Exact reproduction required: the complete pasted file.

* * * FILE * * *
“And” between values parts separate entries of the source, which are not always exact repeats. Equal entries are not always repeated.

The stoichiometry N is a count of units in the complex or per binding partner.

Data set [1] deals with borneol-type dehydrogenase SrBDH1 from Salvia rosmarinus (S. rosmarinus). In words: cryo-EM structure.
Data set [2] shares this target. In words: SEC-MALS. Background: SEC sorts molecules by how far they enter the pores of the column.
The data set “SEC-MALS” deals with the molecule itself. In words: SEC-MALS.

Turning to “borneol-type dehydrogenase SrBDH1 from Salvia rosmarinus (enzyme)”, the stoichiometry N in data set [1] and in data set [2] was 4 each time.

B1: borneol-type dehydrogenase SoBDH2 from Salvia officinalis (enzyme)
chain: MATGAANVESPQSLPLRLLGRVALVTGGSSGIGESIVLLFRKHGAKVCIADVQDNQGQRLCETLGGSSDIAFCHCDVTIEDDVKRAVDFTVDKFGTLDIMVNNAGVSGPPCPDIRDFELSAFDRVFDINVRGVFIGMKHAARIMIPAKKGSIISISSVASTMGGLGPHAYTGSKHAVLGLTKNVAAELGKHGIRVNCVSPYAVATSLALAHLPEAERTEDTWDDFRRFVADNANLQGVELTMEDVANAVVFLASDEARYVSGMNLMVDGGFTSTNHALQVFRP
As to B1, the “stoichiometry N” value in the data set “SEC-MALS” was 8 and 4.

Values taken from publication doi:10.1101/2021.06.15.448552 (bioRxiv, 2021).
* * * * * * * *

“And” between values parts separate entries of the source, which are not always exact repeats. Equal entries are not always repeated.

The stoichiometry N is a count of units in the complex or per binding partner.

Data set [1] deals with borneol-type dehydrogenase SrBDH1 from Salvia rosmarinus (S. rosmarinus). In words: cryo-EM structure.
Data set [2] shares this target. In words: SEC-MALS. Background: SEC sorts molecules by how far they enter the pores of the column.
The data set “SEC-MALS” deals with the molecule itself. In words: SEC-MALS.

Turning to “borneol-type dehydrogenase SrBDH1 from Salvia rosmarinus (enzyme)”, the stoichiometry N in data set [1] and in data set [2] was 4 each time.

B1: borneol-type dehydrogenase SoBDH2 from Salvia officinalis (enzyme)
chain: MATGAANVESPQSLPLRLLGRVALVTGGSSGIGESIVLLFRKHGAKVCIADVQDNQGQRLCETLGGSSDIAFCHCDVTIEDDVKRAVDFTVDKFGTLDIMVNNAGVSGPPCPDIRDFELSAFDRVFDINVRGVFIGMKHAARIMIPAKKGSIISISSVASTMGGLGPHAYTGSKHAVLGLTKNVAAELGKHGIRVNCVSPYAVATSLALAHLPEAERTEDTWDDFRRFVADNANLQGVELTMEDVANAVVFLASDEARYVSGMNLMVDGGFTSTNHALQVFRP
As to B1, the “stoichiometry N” value in the data set “SEC-MALS” was 8 and 4.

Values taken from publication doi:10.1101/2021.06.15.448552 (bioRxiv, 2021).